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S&P affirms India’s rating at ‘BBB-‘ with stable outlook

Global ratings agency Standard and Poor’s today affirmed India’s sovereign rating at ‘BBB-’ with stable outlook, saying the country’s GDP growth is likely to gradually recover towards longer-term trend rates over the next two to three years.

‘BBB’ rating refers to adequate capacity of the rated entity to meet its financial commitments.

“Despite a notable deceleration in India’s economy in recent quarters, we believe its structural growth outperformance remains intact. Real GDP growth is therefore likely to gradually recover toward longer-term trend rates over the next two to three years,” S&P said in a statement.

It expects the economic growth rate to improve to 6% during 2020-21, 7% in the next fiscal and 7.4% thereafter.

“We expect India’s economy to continue to outperform peers at a similar level of income, despite a recent slowdown in real GDP growth.

“Supportive monetary, fiscal, and cyclical factors should support economic recovery, with real GDP growth averaging 7.1% in fiscals 2020-2024,” it said.

The agency, however, pointed out that India’s fiscal position remains precarious, with elevated fiscal deficits and net government indebtedness.

Fiscal deficits have exceeded the government’s plan, S&P said, adding it expects limited consolidation over the next few years.

“S&P Global Ratings affirmed its ‘BBB-‘ long-term and ‘A-3’ short-term unsolicited foreign and local currency sovereign credit ratings on India. The outlook on the long-term rating is stable,” it said in a statement.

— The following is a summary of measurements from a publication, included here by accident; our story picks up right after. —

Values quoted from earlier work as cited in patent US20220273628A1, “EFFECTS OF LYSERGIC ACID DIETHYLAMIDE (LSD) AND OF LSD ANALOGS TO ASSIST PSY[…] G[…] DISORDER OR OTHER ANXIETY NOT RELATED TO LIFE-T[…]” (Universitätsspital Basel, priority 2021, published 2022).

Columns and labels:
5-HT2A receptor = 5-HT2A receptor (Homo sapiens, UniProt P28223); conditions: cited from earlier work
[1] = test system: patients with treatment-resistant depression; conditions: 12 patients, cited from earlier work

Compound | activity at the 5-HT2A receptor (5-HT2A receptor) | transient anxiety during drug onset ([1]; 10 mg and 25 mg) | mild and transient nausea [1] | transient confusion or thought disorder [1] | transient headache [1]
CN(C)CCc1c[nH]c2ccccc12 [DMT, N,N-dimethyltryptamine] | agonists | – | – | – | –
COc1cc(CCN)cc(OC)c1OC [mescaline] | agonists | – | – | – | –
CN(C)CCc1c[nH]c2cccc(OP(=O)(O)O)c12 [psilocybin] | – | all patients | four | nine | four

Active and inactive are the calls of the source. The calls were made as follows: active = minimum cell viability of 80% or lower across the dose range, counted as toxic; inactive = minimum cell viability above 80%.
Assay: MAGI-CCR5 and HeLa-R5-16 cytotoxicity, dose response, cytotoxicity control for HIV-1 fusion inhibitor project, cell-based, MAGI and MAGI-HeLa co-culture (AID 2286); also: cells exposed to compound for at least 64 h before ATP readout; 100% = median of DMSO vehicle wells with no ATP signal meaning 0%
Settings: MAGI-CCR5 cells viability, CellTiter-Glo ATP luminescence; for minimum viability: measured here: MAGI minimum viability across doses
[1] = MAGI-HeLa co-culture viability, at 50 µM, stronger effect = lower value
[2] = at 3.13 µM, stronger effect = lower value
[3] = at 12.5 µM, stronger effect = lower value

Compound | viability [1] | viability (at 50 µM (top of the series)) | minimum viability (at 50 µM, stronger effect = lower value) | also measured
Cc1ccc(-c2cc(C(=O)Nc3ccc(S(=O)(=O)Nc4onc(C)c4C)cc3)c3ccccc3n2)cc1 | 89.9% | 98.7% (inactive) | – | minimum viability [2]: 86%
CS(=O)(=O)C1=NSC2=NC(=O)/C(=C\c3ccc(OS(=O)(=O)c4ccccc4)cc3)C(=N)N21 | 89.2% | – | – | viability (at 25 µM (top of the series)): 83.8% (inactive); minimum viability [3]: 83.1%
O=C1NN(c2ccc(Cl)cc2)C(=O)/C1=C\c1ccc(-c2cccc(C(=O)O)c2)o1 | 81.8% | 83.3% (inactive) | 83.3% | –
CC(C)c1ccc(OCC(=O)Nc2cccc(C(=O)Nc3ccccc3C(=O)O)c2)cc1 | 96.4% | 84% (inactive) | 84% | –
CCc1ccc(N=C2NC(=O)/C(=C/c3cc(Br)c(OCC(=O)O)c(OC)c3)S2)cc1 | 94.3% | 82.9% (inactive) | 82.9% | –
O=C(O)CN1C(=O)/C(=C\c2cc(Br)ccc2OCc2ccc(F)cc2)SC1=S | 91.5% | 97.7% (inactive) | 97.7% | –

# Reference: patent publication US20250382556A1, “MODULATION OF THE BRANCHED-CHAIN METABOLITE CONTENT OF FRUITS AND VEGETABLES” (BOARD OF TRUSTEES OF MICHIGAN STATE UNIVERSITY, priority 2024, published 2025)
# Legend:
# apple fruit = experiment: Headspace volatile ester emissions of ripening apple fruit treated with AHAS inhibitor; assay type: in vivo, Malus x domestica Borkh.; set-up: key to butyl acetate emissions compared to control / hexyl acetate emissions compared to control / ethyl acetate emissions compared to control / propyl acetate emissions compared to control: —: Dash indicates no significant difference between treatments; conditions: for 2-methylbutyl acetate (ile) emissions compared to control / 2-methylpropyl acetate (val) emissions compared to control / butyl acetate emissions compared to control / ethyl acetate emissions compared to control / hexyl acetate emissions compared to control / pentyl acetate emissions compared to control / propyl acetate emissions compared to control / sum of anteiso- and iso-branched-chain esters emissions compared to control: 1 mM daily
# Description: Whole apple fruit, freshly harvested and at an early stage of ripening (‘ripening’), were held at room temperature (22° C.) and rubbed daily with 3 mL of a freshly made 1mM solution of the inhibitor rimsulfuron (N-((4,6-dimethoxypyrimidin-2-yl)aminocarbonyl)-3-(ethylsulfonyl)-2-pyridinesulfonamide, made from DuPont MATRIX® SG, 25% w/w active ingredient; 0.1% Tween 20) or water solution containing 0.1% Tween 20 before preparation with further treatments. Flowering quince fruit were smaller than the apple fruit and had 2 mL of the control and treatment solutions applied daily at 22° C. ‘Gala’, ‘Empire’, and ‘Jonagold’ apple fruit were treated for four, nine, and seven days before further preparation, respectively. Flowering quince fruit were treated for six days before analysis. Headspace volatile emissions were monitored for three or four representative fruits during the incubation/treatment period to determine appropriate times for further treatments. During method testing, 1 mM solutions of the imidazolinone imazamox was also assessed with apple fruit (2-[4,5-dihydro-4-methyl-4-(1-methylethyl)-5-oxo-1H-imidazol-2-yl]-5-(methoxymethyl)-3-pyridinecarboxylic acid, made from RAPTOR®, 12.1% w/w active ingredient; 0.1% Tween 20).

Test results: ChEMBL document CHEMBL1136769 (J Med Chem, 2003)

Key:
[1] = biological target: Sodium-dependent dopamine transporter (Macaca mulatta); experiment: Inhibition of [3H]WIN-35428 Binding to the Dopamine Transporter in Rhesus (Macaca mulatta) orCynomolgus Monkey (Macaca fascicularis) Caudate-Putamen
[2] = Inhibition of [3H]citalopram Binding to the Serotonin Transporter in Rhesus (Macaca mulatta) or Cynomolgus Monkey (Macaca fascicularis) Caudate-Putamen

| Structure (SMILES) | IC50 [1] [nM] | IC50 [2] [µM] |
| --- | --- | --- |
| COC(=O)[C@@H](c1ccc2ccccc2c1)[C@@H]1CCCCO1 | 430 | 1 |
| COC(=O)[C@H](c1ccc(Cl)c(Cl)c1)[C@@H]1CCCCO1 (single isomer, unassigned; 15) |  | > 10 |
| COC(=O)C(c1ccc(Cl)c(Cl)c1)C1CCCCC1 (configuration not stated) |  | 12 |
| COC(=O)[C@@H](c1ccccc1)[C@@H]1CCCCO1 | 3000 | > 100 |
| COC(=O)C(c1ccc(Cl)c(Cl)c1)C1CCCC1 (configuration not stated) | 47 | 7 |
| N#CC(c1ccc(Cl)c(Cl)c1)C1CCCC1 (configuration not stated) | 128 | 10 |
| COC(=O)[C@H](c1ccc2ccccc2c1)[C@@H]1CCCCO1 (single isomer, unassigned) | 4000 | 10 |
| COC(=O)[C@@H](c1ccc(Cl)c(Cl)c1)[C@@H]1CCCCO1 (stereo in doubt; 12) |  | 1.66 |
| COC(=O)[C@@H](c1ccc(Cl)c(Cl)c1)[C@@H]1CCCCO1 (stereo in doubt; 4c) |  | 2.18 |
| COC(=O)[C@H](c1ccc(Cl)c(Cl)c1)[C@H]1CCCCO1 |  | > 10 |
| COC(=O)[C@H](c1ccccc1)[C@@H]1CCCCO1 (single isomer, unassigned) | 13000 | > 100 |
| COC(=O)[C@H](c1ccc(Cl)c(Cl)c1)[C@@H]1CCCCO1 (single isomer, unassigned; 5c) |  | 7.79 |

As per the National Statistical Office (NSO), India’s GDP growth is estimated to slow down to 5 per cent during 2019-20. The government expects growth to rebound to over 6 per cent in the next financial year.

Providing rationale for its rating action, S&P said the ratings on India reflect the country’s above-average real GDP growth, sound external profile, and evolving monetary settings.

As per the statement, the stable outlook reflects S&P’s expectation that India’s growth will be strong, the country will maintain its sound net external position, and its fiscal deficits will remain elevated but broadly in line with its forecasts over the next two years.

Further, “upward pressure” on the ratings could build if the government significantly curtails its fiscal deficits, resulting in lower net indebtedness at the general government level. Upside potential on the ratings could also increase if India’s external accounts strengthen substantially.

Also, the downward pressure on the ratings could emerge if India’s GDP growth falls well below the agency’s forecasts, causing it to reassess view of trend growth; net general government deficits rise further from their currently elevated levels; and political developments materially undermine economic reform momentum.

S&P further said the Indian economy has slowed measurably. Real GDP growth fell to a more than six-year low of 4.5 per cent in the second quarter of this fiscal. This was the fifth consecutive quarter of decline in year-on-year growth rate.

It also noted that tighter lending conditions continue across the financial system, particularly in the public sector.

This, it said, is reflected in a gradual decline in credit growth.

In combination with ongoing liquidity concerns in the non-bank financial institution (NBFI) sector following the September 2018 default by Infrastructure Leasing and Financial Services Ltd (IL&FS) and subsequent relatively less impactful defaults, domestic credit conditions have been somewhat mixed, it said.

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